The Cauliflower by Nicola Barker. William Heinemann, £16.99. Review by Heather Doughty
Only one thing is for certain when reading Nicola Barker’s latest novel – you have absolutely no idea which direction this chaotic and magical story is heading. The Cauliflower is not for those who give up on books easily, but hold tight, you’re in for a pretty epic ride. The novel concerns itself with Sri Ramakrishna, a 19th century Indian mystic. The narrative jumps around though and is often told from the point of view of Ramakrishna’s nephew. The story unfolds in fragments as the reader gleans half-told tales of magical India. While the narrative becomes slightly messy at times, Barker’s writing is completely original and insightful and bursting full of spirituality.
The Black Prince Of Florence: The Spectacular Life And Treacherous World Of Alessandro de’ Medici by Catherine Fletcher. Bodley Head, £20. Review by Alex Sarll
Fletcher, a historian specialising in the Renaissance and whose work has been praised by Hilary Mantel, excavates Florence’s first Medici Duke, born a bastard and possibly of mixed race origin. The evidence on this last point is inconclusive, and the era’s understanding of race was not one we’d recognise; Alessandro was mocked as a “mule”, but similar jibes were directed at other potentates over being part Italian and part Dutch. Alessandro’s life was brief, turbulent and largely defined by the Papacy and Holy Roman Empire. Alas, Alessandro himself never wholly comes alive; unavoidable when history was largely written by his enemies.
Sitting Ducks by Lisa Blower. Fair Acre Press, £9.99. Review by Nicola Wilson
Set over five days of the May 2010 General Election, the novel focuses on the Minton family from “Smoke-on-Trent” (Blower’s hometown). The characters, once part of the local pottery industry, now fight for survival. Constance Minton is clinging on to the council house she has lived in for 73 years, while her wayward son Totty rails against everyone around him. Much of the book’s political bite is directed at the Conservatives’ housing policies – including the “bedroom tax” and the mass sell-off of social housing to private landlords. “If you’re not angry, you’re not listening” says the novel’s strapline. This is an Angry Young Woman to watch.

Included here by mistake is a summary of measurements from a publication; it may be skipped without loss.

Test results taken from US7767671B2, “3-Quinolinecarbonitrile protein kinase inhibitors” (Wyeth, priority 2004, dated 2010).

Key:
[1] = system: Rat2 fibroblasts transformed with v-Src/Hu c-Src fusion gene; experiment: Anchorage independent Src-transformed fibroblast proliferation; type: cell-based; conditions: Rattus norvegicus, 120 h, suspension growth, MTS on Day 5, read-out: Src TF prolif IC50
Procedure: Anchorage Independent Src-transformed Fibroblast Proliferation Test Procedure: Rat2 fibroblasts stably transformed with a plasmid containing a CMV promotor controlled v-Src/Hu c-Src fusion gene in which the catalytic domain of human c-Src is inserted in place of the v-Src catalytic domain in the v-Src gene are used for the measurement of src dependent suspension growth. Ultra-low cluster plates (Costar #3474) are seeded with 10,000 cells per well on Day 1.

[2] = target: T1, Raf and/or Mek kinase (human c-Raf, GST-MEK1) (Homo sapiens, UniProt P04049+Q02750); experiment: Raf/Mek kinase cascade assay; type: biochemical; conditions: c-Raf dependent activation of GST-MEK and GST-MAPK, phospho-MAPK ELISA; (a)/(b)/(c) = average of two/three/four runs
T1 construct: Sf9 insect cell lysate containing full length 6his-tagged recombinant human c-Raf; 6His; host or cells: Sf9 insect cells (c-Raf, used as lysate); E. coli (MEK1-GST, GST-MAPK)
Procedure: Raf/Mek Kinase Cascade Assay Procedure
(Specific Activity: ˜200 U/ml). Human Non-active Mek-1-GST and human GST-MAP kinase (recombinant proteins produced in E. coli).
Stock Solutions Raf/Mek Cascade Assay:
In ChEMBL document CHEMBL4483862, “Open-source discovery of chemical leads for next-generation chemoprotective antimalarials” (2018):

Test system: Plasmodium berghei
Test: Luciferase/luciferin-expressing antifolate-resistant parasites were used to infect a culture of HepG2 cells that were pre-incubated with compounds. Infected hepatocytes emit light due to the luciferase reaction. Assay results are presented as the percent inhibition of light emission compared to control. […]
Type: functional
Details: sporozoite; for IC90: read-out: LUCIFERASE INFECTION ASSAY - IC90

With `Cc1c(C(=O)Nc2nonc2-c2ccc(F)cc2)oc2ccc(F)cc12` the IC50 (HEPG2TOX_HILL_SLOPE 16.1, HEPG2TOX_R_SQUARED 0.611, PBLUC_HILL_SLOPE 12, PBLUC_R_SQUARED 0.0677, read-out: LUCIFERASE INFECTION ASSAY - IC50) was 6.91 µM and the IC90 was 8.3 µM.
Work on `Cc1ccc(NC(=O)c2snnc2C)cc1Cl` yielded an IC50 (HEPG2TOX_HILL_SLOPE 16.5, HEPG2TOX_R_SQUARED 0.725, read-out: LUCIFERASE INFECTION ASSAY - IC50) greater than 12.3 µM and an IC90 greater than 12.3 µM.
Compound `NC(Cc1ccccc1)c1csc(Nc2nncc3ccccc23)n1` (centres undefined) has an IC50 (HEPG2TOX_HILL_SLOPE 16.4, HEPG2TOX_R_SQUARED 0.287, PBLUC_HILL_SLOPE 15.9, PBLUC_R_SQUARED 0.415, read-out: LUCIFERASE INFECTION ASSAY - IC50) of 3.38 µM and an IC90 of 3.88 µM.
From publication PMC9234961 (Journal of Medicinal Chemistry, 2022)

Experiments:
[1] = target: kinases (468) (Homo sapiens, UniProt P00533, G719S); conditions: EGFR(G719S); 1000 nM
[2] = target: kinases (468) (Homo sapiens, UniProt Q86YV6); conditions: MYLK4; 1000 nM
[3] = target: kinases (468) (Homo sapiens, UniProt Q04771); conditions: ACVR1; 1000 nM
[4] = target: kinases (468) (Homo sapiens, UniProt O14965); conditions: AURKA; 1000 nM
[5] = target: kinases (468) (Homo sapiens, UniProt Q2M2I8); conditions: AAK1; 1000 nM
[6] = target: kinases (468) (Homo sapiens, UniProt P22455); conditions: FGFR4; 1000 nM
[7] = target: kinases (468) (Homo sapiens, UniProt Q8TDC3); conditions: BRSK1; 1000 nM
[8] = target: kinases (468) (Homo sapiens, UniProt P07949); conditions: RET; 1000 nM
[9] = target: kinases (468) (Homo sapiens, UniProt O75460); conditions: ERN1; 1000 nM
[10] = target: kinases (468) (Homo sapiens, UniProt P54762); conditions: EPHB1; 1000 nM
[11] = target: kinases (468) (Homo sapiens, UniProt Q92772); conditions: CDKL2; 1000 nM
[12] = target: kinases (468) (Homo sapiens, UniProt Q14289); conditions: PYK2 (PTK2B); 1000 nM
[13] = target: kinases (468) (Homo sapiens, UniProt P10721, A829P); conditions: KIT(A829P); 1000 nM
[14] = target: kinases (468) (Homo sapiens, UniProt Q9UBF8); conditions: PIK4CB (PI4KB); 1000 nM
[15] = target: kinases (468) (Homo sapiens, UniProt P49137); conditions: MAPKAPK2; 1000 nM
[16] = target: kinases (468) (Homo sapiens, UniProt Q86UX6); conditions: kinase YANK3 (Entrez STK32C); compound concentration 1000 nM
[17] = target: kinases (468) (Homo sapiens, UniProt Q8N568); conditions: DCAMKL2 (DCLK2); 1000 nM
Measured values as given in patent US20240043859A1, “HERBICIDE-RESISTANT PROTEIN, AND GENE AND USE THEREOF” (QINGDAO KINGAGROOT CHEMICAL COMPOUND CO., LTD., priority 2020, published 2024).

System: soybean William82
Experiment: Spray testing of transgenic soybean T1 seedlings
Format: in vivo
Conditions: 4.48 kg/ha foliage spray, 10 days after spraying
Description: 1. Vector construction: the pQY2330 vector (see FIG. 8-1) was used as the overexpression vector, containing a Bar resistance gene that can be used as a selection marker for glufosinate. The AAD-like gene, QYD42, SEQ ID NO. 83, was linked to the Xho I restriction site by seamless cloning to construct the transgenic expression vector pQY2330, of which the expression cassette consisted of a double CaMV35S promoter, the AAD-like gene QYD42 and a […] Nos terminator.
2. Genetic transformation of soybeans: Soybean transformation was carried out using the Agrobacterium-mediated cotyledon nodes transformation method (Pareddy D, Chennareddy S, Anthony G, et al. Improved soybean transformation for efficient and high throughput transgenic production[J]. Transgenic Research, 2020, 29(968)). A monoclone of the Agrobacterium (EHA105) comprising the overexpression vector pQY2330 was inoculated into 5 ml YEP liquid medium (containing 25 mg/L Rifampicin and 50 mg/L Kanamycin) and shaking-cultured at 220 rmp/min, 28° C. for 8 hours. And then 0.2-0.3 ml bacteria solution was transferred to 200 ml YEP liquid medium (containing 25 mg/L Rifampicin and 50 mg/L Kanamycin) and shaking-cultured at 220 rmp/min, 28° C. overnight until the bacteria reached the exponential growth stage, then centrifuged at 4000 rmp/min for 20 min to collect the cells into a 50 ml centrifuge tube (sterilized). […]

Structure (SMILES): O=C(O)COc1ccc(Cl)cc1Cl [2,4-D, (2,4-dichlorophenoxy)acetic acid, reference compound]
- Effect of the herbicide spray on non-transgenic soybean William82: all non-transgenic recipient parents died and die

We Go Around in the Night and Are Consumed by Flames by Jules Grant. Myriad Editions, £8.99. Review by Alison Potter
Stylistically similar to Irvine Welsh’s Trainspotting, the characters in Jules Grant’s debut novel do not only speak in dialect, they narrate in it too. Set in Manchester’s seedy crime underworld, it follows the story of lesbian criminal Donna and her goddaughter Aurora. It’s a world of warring gangs, drugs, gun crime and murder, but uniquely it’s presented from a distinctly female gaze. The author has created brilliantly layered characters, especially in Donna, the hard-bitten head of the Bronte Close Gang. Grant’s book has it’s fair share of violence and vengeance, but it’s also a heartbreaking and tender read about the relationships that tie us together.